Runners and riders set for HD Video over WiFi race
The fight for wireless video in the home has had many contenders, but always WiFi has staked the claim that its reach is ubiquitous and that new syste
Published: 10 March, 2011
You could take the Quantenna MIMO design, put it into a Celeno chip and still use the Airties firmware or put it in an Airties box. Obviously that’s not going to happen, but you can see that these players all cite HD video over WiFi as the value add, and rely on the same technical understanding, but they don’t address it in the same way. Celeno does it at the specialist chip level, Quantenna at the generalized WiFi level and Airties at the device provisioning and support level.
Quantenna and Celeno can co-exist with existing set top suppliers, Airties perhaps seeks to replace them. Even when Celeno found favor at Liberty Global it had to have an Intel chip and a Samsung device to pull it all together, as well as NDS UI software.
Celeno told us this week that it has now shipped 100,000 chips in 2010 and claims deals with over 50 service providers. It says that it has a deal with one of Europe’s largest Telcos as well, but this deal has not yet been announced – Our guess is one of the major French IPTV players, perhaps Orange, but we’ll find out in a few weeks. We know Celeno has development arrangements with Telefónica, Deutsche Telekom and Orange, so it might be any one of those.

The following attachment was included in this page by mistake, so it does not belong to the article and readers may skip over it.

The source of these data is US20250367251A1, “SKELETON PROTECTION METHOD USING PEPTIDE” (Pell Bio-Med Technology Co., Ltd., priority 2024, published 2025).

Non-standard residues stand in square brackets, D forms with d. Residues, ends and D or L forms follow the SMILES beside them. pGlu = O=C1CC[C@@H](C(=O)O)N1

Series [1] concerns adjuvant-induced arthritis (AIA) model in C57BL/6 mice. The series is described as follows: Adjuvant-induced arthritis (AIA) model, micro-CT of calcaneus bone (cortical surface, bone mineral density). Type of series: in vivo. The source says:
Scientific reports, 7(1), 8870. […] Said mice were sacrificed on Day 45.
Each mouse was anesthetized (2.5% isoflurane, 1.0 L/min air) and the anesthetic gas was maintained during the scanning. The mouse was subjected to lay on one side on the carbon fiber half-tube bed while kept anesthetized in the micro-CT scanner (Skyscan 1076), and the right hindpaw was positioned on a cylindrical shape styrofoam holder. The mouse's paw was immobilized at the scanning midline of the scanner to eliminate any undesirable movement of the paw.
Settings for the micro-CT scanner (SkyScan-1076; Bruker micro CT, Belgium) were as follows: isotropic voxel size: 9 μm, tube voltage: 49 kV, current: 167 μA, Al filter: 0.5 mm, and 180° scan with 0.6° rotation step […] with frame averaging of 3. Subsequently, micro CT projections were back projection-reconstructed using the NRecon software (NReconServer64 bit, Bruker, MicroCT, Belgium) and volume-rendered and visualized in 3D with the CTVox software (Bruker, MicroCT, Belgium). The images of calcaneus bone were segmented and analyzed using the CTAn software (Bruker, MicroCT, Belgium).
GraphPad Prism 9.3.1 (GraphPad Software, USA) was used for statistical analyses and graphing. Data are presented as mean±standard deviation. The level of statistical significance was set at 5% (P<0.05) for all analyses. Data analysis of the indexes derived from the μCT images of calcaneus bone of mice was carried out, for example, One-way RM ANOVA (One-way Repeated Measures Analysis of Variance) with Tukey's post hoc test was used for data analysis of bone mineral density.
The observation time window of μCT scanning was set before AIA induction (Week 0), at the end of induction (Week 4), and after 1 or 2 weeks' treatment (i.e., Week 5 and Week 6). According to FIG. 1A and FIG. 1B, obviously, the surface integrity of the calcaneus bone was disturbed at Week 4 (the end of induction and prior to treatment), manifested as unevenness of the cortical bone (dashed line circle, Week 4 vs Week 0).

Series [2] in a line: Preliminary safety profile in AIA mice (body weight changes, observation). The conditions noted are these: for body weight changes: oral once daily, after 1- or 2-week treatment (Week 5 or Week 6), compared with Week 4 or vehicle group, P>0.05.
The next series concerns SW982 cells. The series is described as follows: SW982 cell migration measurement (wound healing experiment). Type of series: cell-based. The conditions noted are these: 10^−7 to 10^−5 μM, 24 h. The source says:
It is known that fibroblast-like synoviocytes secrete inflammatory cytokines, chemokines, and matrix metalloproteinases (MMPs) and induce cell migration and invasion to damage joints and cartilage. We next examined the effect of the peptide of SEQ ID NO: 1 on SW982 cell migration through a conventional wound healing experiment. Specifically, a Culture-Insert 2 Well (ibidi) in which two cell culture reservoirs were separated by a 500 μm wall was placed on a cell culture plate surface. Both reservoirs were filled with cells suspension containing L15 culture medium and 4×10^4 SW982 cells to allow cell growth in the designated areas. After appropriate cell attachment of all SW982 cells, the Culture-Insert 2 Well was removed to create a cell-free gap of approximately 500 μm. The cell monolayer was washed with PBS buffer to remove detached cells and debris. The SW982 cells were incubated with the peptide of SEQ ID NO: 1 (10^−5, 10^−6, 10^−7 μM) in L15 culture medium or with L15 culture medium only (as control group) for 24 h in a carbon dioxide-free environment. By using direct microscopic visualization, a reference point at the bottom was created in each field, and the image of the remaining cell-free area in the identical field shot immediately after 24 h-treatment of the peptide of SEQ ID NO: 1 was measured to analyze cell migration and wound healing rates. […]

But it also says that there is an undercurrent of RFP’s throughout Europe, reflecting all those planned OTT service launches and it claims to have landed most of these which will lead to sky high volumes in 2011, which is why it needed $12 million, not to win more business, but to pay for the chip runs.
There were early doubts that Celeno actually had a chip, because some chips were witnessed either with its ODM brand on them or because it did some demonstrations on regular MIMO chips. It now says it is shipping two chips, the CL1300 is an 802.11a SoC and there is an 802.11n version called the CL1800. This second chip is a joint venture with Ralink. Despite what Celeno said to us at IBC, that its MIMO chips can work with existing WiFi chips, this is very much the case that the CL1300 acts as an Access Point chip and uses implicit transmit beam forming and the Ralink deal provides a specialist client throughout the home. It could be that Celeno gains more than client technology from Ralink, such as extra production volume muscle with its ODM chip maker.
Already Celeno says that it will go for a third generation using the emerging 802.11ac standard. This standard, when ready at the end of 2011, should go into products in early 2012. All three of these companies will surely have a long hard look at this. 802.11ac uses 5GHz spectrum in 80MHz and 160MHz channels, and can use up to 8x8 MIMO, and modulate with 256 QAM and other techniques to deliver 867Mbp per channel, but can also multiplex multiple channels, so deliver an aggregate of 6.9Gbps across all channels. One estimate has it that 1 billion 802.11ac chips will ship annually by 2015.